The Composting Process
Backyard composting replicates nature's system of breaking down organic materials found on the floor of a forest. In nature organic debris such as leaves, dead plants, cones, twigs--even stumps and trees--decompose over time to eventually become a rich, black humus that resembles, in appearance at least, the black potting soils sold in bags in the garden center. The decomposition process is essentially the same whether it takes place in the woods or in your backyard.
Compost is the product of a natural process that involves the activity of enormous numbers of tiny organisms which utilize the two main chemical components of organic matter, carbon and nitrogen, in their life process.
Bacteria, fungi, actinomycetes (microscopic plants), and many invertebrates, including mites, sowbugs, and earthworms, have the key role in decomposing organic materials.
They eat the carbon in the organic materials, converting it to carbon dioxide, water, and humus (the portion they can't digest).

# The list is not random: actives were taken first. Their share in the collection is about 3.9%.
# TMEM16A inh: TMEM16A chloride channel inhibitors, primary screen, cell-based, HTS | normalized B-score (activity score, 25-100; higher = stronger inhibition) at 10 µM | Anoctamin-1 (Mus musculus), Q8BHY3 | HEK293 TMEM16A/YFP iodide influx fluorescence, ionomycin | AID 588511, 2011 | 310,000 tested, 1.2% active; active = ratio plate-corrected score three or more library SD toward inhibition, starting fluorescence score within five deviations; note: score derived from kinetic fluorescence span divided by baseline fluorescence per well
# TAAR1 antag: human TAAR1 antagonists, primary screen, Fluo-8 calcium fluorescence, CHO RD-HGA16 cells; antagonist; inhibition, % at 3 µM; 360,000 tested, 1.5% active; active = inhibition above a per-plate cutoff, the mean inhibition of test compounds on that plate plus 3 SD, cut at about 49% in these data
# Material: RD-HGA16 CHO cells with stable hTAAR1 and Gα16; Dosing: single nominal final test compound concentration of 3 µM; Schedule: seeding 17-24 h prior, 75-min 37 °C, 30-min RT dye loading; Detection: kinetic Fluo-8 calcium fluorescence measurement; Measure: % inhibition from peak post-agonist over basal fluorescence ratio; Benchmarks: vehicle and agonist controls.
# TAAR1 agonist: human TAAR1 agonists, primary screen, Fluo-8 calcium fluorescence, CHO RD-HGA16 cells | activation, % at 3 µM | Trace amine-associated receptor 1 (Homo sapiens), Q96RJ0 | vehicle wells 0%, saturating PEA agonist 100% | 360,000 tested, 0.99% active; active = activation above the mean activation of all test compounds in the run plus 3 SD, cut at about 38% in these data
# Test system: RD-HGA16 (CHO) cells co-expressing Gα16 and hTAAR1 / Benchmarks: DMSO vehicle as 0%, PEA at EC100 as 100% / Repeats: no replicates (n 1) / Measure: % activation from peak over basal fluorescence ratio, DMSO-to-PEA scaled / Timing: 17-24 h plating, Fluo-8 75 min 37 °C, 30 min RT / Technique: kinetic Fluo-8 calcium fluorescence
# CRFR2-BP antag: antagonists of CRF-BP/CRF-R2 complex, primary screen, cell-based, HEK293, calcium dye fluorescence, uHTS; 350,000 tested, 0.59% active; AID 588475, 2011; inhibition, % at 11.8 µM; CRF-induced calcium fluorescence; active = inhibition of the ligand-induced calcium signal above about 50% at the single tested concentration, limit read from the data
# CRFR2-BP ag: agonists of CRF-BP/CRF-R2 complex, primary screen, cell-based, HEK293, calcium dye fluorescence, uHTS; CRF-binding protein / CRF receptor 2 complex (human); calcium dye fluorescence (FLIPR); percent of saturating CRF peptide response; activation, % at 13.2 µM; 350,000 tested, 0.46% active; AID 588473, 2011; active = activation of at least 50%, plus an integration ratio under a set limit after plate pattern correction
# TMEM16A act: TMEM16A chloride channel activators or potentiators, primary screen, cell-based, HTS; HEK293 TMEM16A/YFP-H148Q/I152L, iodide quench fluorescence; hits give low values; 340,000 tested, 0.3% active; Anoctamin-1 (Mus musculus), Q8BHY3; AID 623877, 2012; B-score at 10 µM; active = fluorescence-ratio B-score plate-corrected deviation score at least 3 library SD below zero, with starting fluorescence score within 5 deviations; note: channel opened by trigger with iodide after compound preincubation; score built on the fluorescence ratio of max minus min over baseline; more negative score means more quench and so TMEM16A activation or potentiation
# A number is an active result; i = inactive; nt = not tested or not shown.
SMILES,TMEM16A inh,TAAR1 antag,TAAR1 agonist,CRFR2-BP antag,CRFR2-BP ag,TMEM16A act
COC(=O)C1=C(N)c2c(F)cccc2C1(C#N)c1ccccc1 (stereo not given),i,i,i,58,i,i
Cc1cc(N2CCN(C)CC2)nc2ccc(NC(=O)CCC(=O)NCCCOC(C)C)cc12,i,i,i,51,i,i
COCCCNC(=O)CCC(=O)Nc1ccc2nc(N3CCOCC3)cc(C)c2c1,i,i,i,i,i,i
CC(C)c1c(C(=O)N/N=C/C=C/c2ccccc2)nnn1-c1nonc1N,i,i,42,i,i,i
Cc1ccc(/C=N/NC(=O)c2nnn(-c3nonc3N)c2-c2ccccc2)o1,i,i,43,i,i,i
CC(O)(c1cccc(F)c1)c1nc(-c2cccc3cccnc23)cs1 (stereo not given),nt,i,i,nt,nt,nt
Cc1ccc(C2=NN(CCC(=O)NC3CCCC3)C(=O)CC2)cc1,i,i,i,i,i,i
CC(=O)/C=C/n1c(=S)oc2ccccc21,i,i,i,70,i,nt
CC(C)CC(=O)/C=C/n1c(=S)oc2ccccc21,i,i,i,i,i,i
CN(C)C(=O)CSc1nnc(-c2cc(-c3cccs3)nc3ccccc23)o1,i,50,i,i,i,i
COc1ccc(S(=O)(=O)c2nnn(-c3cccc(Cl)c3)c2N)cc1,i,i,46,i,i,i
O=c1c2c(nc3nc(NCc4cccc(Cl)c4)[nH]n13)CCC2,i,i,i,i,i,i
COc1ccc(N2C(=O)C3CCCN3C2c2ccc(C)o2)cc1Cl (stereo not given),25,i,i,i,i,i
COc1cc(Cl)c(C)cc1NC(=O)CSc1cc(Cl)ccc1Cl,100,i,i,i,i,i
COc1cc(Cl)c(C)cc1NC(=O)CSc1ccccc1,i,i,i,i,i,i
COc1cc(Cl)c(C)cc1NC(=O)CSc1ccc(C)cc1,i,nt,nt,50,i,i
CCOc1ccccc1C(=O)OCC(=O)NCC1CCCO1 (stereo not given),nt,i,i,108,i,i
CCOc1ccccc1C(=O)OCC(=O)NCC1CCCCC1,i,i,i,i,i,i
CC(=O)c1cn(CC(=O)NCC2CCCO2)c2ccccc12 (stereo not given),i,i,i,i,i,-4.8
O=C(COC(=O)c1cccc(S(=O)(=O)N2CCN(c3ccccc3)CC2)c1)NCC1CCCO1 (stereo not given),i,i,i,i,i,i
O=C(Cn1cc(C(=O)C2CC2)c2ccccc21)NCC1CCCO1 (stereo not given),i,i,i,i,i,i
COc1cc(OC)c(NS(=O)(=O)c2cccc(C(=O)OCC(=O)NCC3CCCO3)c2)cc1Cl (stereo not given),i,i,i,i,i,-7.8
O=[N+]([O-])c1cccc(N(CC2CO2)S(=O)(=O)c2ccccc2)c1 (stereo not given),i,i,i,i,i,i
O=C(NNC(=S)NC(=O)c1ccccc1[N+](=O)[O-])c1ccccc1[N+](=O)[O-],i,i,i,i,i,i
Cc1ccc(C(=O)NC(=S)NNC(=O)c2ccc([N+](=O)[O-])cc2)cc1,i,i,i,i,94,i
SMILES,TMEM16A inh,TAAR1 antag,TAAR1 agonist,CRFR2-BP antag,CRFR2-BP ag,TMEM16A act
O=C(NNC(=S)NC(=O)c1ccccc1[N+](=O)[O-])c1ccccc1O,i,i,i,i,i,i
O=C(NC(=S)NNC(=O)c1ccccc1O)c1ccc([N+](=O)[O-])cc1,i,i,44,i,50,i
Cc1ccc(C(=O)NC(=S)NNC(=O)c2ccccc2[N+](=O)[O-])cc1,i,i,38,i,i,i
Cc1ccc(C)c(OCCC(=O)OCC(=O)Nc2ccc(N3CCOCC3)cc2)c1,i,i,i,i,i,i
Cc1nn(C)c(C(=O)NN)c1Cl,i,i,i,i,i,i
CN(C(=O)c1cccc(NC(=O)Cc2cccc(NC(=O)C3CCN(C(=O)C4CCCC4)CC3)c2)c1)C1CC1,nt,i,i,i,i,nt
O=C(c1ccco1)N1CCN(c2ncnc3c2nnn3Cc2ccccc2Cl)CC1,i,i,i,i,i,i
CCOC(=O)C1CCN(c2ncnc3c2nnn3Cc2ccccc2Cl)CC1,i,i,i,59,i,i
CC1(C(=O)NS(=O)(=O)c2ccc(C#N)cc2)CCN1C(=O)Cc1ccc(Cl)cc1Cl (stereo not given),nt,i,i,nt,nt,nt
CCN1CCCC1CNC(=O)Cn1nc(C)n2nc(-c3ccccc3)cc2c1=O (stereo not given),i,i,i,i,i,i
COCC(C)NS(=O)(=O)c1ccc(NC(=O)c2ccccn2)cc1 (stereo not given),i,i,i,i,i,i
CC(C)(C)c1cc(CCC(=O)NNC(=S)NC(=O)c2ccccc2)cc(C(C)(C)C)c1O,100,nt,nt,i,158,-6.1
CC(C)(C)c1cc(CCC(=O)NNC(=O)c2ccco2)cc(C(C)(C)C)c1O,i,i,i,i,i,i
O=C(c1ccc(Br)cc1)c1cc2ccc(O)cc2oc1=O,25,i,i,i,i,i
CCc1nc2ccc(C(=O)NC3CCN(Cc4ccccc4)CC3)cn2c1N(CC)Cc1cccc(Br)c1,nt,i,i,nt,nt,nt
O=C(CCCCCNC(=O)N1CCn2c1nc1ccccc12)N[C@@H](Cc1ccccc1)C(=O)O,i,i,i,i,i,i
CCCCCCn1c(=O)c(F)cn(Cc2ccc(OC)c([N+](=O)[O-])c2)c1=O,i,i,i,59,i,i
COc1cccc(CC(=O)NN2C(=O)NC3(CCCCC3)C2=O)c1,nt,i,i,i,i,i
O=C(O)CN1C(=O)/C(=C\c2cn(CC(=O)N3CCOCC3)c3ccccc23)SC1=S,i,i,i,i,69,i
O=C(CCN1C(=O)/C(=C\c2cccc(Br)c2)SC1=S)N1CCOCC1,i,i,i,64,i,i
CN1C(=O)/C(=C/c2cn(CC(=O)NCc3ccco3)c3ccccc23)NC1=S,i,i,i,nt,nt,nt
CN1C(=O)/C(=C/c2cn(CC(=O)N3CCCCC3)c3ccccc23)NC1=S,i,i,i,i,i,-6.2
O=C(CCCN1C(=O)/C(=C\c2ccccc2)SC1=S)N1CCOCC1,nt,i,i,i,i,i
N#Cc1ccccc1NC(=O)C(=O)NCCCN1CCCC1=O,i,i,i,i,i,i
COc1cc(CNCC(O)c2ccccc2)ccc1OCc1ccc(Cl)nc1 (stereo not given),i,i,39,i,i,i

They eat the nitrogen in the organic materials to get the energy they need to grow and reproduce.
The carbon and nitrogen content of the compost pile is so important because it fosters the activity of these billions of microscopic garbage disposers.
Composting involves a chain of events involving the interrelationship of the feeding patterns of the various microbes and bugs which all coexist in a compost pile. The humic byproducts resulting from the digestion of one type of organism becomes the food source for another type. The organic material undergoes progressive decomposition as it moves through the food chain of a succession of different types of microbes. Eventually most of the digestible biodegradable material is consumed and transformed, the remaining substance representing the indigestible parts. What's is left is a dark brown or black humus-like material called compost.